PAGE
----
AI / Machine Learning
March 16, 2021

How To Effectively Utilize Data Visualization

For those of us working with data, we are all too familiar with how difficult it can be to fully understand what we are presented with. No matter how complex, data can be difficult for us to digest and make sense of.

Data visualization is an effective technique that can help us to understand all types of data, its distribution, as well as provide us with insights into hypotheses.

When used correctly, data visualization can help to clearly display and explain results from data analysis, allowing us to make comparisons between certain models.

There are multiple visualization techniques that can be used to effectively extract information from data. Let's take a look at some of them.


A histogram is a representation of the distribution of numerical data. It is an estimate of the probability distribution of a continuous variable.

This technique can be used to provide an idea of the shape of the distribution and to provide outliers of the data in question.

In the beginning, the data is split into respective bins that are known as intervals. Once split, you then need to sum up the number of occurrences for each interval.

Scatter Plot

Using dots, Scatter Plots can show any possible relationships between two variables, where each ax corresponds to a variable.

This graph interprets the correlation between variables while also detecting outliers. As it showcases two variables, it, therefore, represents bivariate data.

Scatter Plot

If we want to represent more than two variables in a two-dimension graph, we can use colors and play with the size of the dots to represent other variables.

Scatterplot Matrix

A Scatterplot Matrix is a square and symmetric grid highlighting several scatterplots embedded within a graph. It's made up of rows and columns with each one corresponding to a specific variable. Each quadrant displays a scatterplot for the variables X and Y of the grid.

Correlation Matrix

A correlation matrix is a table that shows the relationship between variables. Each cell (i,j) corresponds to the value of the correlation between the variables i and j.

The correlation is a value between -1 and 1, that represents the relationship between the variables. The example graph provided is a heatmap - which is a graphical representation of the correlation matrix in which the values of the correlation are represented by colors.

Correlation Matrix
Correlation Matrix


A Biplot displays information on samples and variables of datasets presented in graphs. This kind of plot is generally used for visualizing the relationship between principal components within each other and the variables.

The samples are represented by points and the variables by vectors. The length of the vectors represents the variance of the variable.

The angle between the arrows represents the correlation, where a smaller angle corresponds to a higher correlation. Points that are close to each other are viewed as similar observations.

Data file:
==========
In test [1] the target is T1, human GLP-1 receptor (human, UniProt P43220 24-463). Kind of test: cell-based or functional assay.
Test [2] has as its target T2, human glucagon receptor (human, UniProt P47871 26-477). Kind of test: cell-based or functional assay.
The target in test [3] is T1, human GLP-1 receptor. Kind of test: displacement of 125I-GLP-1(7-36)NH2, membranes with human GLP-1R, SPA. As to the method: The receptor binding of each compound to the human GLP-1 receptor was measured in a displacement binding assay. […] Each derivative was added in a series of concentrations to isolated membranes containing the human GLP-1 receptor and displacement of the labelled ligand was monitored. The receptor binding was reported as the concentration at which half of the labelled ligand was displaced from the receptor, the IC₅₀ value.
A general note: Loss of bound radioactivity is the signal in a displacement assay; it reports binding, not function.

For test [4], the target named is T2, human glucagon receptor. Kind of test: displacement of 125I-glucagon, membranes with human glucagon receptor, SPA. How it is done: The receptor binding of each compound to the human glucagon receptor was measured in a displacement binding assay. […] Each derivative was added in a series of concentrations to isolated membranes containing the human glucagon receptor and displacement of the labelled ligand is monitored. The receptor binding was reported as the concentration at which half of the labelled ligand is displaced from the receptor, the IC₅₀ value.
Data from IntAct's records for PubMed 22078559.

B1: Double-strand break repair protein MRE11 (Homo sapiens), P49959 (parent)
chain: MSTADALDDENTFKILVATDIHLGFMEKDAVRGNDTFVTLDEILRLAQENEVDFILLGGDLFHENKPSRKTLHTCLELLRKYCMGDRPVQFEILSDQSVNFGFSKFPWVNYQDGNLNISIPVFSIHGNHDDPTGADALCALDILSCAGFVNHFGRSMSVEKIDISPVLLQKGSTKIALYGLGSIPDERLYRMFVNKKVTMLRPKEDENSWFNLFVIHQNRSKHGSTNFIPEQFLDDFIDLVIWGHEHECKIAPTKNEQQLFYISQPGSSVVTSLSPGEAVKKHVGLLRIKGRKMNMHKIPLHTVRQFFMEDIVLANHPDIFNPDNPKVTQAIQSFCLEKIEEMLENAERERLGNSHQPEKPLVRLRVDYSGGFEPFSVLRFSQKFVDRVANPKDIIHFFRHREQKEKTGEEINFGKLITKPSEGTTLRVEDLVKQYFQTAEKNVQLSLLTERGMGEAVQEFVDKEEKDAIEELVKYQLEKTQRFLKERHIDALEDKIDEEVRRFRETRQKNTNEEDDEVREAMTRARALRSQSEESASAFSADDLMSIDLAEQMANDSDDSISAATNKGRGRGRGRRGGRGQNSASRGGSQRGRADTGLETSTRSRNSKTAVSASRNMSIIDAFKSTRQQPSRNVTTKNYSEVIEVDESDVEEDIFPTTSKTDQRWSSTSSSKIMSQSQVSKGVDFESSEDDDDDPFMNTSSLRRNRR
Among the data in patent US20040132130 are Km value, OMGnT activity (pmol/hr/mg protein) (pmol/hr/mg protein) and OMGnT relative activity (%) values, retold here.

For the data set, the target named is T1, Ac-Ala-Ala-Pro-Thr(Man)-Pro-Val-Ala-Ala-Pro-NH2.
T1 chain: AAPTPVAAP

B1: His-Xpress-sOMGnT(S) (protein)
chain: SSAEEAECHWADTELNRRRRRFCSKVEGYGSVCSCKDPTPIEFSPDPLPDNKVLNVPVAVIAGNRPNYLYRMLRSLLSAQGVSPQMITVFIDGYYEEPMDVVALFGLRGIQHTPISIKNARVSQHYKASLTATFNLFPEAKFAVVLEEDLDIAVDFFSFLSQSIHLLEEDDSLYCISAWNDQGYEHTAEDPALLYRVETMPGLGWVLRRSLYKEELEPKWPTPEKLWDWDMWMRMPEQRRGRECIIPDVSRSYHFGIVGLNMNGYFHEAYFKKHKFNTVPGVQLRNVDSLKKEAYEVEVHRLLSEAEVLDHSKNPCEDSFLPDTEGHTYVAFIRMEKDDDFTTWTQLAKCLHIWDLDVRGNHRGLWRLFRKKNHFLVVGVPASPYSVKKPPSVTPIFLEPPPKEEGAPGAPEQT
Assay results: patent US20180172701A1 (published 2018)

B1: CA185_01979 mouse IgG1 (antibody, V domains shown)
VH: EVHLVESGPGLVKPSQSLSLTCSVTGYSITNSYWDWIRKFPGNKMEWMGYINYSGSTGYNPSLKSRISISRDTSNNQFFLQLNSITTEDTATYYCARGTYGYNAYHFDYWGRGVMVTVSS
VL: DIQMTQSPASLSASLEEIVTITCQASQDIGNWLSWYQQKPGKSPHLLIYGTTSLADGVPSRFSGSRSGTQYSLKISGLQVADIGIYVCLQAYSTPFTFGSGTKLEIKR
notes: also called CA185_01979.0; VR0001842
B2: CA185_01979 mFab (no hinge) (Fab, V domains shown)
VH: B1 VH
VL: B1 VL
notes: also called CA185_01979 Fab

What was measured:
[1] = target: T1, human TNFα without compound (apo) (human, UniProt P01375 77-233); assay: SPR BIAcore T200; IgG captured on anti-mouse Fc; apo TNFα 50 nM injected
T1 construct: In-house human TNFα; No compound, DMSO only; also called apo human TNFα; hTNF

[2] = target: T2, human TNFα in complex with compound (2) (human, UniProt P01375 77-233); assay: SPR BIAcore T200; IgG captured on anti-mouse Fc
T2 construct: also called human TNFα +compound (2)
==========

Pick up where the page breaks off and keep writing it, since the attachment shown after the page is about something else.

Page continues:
The above example shows the relationship between some products (fish, vegetables, milk, etc) for each country (Portugal, Spain, etc). This shows how a Biplot is useful when trying to understand the relationship between variables and observations, and also between both variables and observations.


A Boxplot is a graphical representation of the distribution of the data based on its quartiles. The quartiles divide the data into four equal parts. 

The first quartile Q1 is the middle value between the median and the smallest value in the dataset. This corresponds to the 25th percentile. 

The second quartile Q2 is the median for the dataset. This corresponds to the 50th percentile. 

The third quartile Q3 is the middle between the median and the highest value in the dataset. This corresponds to the 75th percentile.

These values are represented inside a box, and the distance between the different parts of the box represents the level of dispersion of the data. The boxplot may represent outliers by points. The IQR value corresponds to the difference between Q3 and Q1.


For the normal distribution, the data is equally distributed around the mean, and as a result, the location of the marks in the boxplot will be equally spaced. We can see this in the following graph.

Box plotwith an interquartile range

Other Types

Other types of plots such as bar plots, pie plots, and map plots, can help to visualize certain information. You can plot the original data to see or validate assumptions about certain characteristics. You can also plot your results by comparing the predicted values for testing and the real values.

In addition, you can plot the clustering results to see how the data is grouped, highlighting the variables that are affecting the determination of the clusters.

There are also more plots available such as 3-dimensional scatter plots and other representations that might be useful for more complicated sceneries.


As highlighted throughout, data visualization is an important and effective technique for helping us understand data.

First off, it helps you to understand and make sense of data and can help to find outliers and take insights around the distribution of the data. Secondly, it can provide information and examples of how certain variables are related to one another.

Finally, it can help you to explain the output of your model, as well as compare the performance of different models against one another.

So, when used correctly, data visualization is a technique that can effectively help not just data scientists working with complex data, but also with simpler types of data that we are presented with on a day-to-day basis.